An Enterprise Development or Supplier Development beneficiary is one that has at least 51% black ownership and a turnover of under R50million. To score points for these elements, businesses are required to make contributions to them in the forms of grants, loans, discounts or time, for example, to enable them to become financially and/or operationally sustainable.
More than half (55%) of local companies reported that the B-BBEE Amended Codes of Good Practice have affected their business in terms of tendering or proposing for new business with private or government related entities, while 38% says there was no change. Very similar results were obtained when companies were asked if the Amended Codes had resulted in their company changing some suppliers to improve their overall BEE score, that is, to buy from 51% and over black-owned suppliers. Fifty-five percent said yes, while 39% said no.
“The tougher scorecard will result in many companies dropping three or four levels and in some cases, becoming non-compliant under the Amended Codes,” says Lawrence.
“This will reduce the points allocated for BEE status when scoring for a tender. However, smaller companies with a turnover of under R10 million, and particularly those with at least 51% black ownership, will now automatically comply with a higher BEE status.”
Lawrence goes on to say that the focus of the procurement scorecard has altered significantly towards purchasing from black-owned suppliers. Under the “old” codes, BEE spend was measured out of 20 points, with three of those coming from spend with companies that were 50% black-owned and two points from at least 30% black-owned suppliers.
“Under the amended codes, BEE spend is measured out of 25 points, with nine being allocated towards companies that are at least 51% black-owned and four points for suppliers with at least 30% black women ownership, an increase in emphasis of 27%.”
It has become crucial for businesses to get this right, particularly as procurement is now a newly-designated “priority element” which requires a 40% sub-minimum achievement to avoid a level drop.
“Changing supplier base is not an overnight process, especially for companies that are part of a larger group,” says Lawrence.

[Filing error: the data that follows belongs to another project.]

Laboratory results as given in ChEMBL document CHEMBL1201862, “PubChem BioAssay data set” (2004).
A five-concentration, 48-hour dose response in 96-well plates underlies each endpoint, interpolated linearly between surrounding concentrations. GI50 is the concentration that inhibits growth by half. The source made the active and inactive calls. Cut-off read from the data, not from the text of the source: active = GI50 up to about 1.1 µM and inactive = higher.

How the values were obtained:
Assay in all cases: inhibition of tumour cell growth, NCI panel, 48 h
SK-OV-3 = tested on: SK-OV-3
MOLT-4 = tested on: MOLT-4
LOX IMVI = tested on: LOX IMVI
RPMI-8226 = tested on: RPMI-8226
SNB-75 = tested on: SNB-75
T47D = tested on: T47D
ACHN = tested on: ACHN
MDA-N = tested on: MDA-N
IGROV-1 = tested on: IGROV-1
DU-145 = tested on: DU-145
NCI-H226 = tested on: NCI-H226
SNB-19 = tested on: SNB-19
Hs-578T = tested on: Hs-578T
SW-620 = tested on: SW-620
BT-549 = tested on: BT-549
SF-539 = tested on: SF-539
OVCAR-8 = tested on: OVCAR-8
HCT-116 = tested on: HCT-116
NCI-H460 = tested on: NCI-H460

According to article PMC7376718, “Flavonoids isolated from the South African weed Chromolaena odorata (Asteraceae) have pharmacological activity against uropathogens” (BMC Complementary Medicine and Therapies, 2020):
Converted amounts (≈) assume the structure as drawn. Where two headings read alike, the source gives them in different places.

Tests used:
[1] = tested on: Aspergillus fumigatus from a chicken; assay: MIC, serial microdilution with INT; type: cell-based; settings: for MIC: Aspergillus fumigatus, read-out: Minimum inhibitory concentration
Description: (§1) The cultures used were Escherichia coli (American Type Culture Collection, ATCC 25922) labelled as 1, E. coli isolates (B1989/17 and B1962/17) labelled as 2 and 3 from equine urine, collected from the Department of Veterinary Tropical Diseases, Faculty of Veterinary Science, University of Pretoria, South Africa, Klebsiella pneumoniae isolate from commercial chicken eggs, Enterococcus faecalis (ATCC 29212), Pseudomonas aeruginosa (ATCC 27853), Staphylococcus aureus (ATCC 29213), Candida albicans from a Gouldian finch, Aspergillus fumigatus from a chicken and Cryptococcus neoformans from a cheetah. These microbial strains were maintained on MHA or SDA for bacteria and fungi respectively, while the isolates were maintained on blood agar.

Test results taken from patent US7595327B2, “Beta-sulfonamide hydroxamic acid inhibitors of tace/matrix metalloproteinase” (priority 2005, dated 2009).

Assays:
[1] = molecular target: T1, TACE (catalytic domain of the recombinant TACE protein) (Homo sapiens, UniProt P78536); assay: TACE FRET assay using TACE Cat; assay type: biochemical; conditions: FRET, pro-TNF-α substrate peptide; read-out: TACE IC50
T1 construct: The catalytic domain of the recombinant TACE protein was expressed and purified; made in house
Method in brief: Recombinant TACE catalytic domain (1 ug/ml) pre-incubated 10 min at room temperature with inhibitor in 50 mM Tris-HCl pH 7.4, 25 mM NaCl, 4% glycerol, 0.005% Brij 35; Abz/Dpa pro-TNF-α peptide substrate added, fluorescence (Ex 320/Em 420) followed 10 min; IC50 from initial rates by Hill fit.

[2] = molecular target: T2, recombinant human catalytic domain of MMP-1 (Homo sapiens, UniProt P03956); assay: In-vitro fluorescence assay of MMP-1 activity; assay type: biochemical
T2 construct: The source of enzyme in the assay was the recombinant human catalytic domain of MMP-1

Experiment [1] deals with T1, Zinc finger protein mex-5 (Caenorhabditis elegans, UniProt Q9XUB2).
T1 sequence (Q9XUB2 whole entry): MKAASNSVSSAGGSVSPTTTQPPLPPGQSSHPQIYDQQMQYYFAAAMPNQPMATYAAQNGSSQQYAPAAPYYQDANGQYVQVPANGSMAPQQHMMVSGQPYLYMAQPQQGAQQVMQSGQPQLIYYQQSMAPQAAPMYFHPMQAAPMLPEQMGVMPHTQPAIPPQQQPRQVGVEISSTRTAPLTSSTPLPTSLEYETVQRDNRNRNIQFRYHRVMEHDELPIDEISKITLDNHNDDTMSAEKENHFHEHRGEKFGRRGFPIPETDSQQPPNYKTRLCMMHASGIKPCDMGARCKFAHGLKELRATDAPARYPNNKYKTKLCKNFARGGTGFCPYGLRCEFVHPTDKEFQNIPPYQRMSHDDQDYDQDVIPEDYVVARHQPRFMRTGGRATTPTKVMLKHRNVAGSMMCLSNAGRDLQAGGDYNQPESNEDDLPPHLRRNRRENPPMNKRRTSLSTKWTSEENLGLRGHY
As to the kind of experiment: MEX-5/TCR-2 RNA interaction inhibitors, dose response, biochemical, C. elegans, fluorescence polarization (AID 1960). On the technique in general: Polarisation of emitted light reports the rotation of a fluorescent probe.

“In certain industries, suppliers and components are mandated by multinational parent companies. Imported mandated items add additional complexity to procurement. The old codes allowed for the exclusion of most imports from the procurement target but this has been tightened up in the Amended Codes. To exclude items that could be manufactured locally, companies are now required to create a localisation plan to show how they will eventually produce these items locally going forward.”
Proactive companies are taking a good look at their supplier bases and changing to black-owned suppliers for non-core items to create quick wins.
“Stationery, security and cleaning companies are currently the big winners here,” notes Lawrence.
So, what is Jenni Lawrence’s advice on how businesses could reduce costs and maximise return on investment?
“First, companies must understand where they are right now. Second, they need to understand the inputs and analyse current spend in all areas to identify those that already qualify for BEE. Third, calculate the gaps towards the target and implement corrective action. Fourth, monitor constantly towards compliance.
“These steps, managed internally by a transformation manager and tracking software, or through external consultants, need to be part of the strategy at board level to make a cost-effective difference to the scorecard,” she concludes.